Denver Rock Drill Set to be the Finest Example of Industrial Adaptive Reuse
By Katie Rapone
When the one-of-a-kind development Denver Rock Drill breaks ground in the fourth quarter of 2019, the vibrant new mixed-use community will both preserve and revitalize two city blocks — a 700,000-square-foot site in Denver’s historic Cole neighborhood.
Not only will the development include 550,000 square feet of brand-new ground-up development — comprised of 150,000 square feet of office space; 65,000 square feet of retail; 180 planned residential units; and a 175-key hotel by Sage Hospitality — the project will also include 150,000 square feet of adaptive reuse of historic buildings.
“Simply reclaiming old material is only a fraction as compelling as reclaiming entire structures still rooted in their original foundations. Foundations that were placed by hand, held from woven rope, wooden pulleys and horse power from real horses,” says Todd Wheeler, Cushman & Wakefield, who is leading the office leasing for the project. NAI Shames Makovsky is responsible for the retail leasing.
The land, which is owned by the Weiss family, dates back to 1910, when it was the home of Denver Rock Drill Manufacturing Co., whose line of pneumatic rock drills known as “Waugh” drills were used around the world. Built as machine shops, the preserved buildings onsite will provide large, flexible floor plates as well as 28-foot ceilings, allowing significant flexibility for office use, infill mezzanines and more.
“The entire place is dripping with historic treasures. Century old masonry, timber and steel, colored with millions of hours of hard labor and soulful creation that helped make Colorado the leader in natural resources extraction, and made Denver the Queen City of the Rockies at the turn of the century,” says Wheeler.
The now estimated $350 million project will be ideally situated adjacent to RiNo, near the 38th and Blake Light Rail Station. The RTD University of Colorado A Line will be a major draw for future tenants, placing them one stop away from Denver’s Union Station and only twenty minutes from DIA.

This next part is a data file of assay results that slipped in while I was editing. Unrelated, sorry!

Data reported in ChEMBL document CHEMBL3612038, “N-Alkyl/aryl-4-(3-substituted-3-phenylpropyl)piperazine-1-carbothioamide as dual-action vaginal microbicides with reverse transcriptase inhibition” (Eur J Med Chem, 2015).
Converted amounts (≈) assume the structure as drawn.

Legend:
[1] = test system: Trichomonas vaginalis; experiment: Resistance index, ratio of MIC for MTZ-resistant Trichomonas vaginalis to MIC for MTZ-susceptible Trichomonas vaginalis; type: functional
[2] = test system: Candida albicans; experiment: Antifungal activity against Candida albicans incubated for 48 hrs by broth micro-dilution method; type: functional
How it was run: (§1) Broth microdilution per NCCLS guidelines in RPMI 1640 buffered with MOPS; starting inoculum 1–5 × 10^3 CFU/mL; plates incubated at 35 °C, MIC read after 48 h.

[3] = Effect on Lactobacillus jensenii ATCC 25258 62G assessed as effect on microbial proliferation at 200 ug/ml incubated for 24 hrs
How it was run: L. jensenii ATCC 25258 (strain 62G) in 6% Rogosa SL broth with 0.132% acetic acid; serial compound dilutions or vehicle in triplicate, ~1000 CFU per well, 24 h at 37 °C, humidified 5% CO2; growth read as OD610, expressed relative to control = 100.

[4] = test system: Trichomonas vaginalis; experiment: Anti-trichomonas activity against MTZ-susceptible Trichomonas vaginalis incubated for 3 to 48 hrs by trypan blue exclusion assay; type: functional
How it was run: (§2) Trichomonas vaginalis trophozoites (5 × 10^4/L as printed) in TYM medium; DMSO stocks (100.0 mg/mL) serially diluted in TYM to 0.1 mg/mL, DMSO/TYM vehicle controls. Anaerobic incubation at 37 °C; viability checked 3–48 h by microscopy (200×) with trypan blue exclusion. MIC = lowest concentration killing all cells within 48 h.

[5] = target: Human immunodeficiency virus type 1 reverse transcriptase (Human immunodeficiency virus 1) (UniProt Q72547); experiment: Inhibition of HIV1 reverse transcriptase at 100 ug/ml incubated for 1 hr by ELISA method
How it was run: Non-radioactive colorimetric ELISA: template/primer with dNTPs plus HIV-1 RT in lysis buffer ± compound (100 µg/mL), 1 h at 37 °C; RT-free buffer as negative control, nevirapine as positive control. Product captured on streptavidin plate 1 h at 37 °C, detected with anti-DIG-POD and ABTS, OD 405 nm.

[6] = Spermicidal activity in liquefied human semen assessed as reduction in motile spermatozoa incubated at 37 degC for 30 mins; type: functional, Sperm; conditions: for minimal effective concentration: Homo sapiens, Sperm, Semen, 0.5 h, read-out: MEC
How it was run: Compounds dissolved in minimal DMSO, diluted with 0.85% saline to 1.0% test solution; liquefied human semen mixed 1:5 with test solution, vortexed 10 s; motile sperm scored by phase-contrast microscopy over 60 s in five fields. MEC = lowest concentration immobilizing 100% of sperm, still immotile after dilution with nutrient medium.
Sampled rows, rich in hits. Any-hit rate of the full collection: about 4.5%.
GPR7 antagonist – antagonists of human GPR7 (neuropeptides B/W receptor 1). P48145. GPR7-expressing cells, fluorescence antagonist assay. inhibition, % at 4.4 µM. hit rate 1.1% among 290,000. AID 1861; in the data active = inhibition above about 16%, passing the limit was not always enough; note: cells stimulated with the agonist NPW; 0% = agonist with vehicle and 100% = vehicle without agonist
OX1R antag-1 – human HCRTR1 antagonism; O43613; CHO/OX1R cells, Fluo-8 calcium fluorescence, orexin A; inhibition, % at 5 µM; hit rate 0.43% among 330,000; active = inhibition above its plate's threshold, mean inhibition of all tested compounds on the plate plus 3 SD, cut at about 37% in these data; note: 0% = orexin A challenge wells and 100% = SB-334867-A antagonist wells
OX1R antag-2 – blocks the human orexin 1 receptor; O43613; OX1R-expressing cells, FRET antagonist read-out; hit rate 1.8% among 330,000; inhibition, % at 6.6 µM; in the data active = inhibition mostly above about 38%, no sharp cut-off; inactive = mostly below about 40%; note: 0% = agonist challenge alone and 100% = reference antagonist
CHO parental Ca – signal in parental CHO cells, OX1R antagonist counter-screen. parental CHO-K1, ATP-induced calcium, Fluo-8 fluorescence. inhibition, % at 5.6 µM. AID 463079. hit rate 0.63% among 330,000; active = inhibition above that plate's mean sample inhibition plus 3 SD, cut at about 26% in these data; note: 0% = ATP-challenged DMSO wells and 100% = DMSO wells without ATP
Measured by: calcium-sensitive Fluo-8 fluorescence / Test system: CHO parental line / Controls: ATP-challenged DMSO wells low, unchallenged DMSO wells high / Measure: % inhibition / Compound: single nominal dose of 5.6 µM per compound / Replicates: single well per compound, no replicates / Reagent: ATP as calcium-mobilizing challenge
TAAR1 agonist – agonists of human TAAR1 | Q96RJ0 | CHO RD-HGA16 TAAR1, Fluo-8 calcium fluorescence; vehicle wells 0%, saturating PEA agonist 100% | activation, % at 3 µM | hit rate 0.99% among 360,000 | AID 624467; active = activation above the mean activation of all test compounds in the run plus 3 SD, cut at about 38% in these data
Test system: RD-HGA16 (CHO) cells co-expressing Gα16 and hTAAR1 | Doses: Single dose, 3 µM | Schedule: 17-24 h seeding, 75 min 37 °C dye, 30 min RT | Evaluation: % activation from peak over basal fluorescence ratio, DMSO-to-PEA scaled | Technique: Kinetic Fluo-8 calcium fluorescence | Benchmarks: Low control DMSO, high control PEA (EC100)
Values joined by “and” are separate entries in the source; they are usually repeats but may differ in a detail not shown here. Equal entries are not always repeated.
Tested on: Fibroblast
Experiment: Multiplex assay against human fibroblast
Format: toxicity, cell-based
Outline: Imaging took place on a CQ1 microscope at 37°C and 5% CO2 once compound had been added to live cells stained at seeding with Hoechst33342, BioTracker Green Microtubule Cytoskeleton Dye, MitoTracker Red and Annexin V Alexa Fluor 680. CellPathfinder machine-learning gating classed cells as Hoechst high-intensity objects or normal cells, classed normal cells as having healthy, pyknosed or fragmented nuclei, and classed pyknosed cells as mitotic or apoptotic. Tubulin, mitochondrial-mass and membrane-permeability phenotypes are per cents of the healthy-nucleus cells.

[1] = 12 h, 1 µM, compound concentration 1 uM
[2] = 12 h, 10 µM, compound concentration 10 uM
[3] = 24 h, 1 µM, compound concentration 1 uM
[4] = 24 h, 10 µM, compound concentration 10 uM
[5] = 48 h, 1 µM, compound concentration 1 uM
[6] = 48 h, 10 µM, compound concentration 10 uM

“Denver’s RiNo neighborhood is experiencing a tremendous renaissance and rebirth. Much of the energy behind this neighborhood is the combination of new development with the old and historically important structures of which Denver Rock Drill is the finest example,“ says Wheeler.
Construction has been delayed somewhat as the project team, Saunders Development and Owners Byron, Andy and Brett Weiss, wait to secure a tenant to build-out to their specifications.
“Phase one will consist of several entertainment and retail users. There will also be approximately 70,000 square feet of adaptive re-use office. We are in negotiations with three tenants and will likely have leases signed before we have to go speculative. But if not, we will proceed to spec that space and make it move in ready for new office users,” said Trae Rigby, vice president of Development at Saunders.
According to Wheeler, tenants in technology, entertainment, design and creative businesses are natural choices for this type of development, as well as tenants who seek a less traditional and more interesting office environment.
“The raw materials, craftmanship and 100 years of industrial patina combined with open acreage and multiple points of entry, make this project both unique and functional for contemporary mixed uses. The character of the existing structures lends itself to users who value unique, creative and inspirational environments,” states Wheeler.
Tryba Architects is currently reimagining the industrial site that will be built around a finely grained public realm of courtyards, lanes, and rail spurs. Intimate alleys activated by retail and restaurants will emulate that of Denver’s Dairy Block.
“There is nothing like it in Denver. On the East Coast you see quite a lot of brick and timber buildings and old sawtooth buildings. But there is nothing like this, of this scope, in all of Denver,” says Rigby.
Saunders is targeting September or October 2019 to begin construction.
Renderings and video courtesy of Marcus and Millichap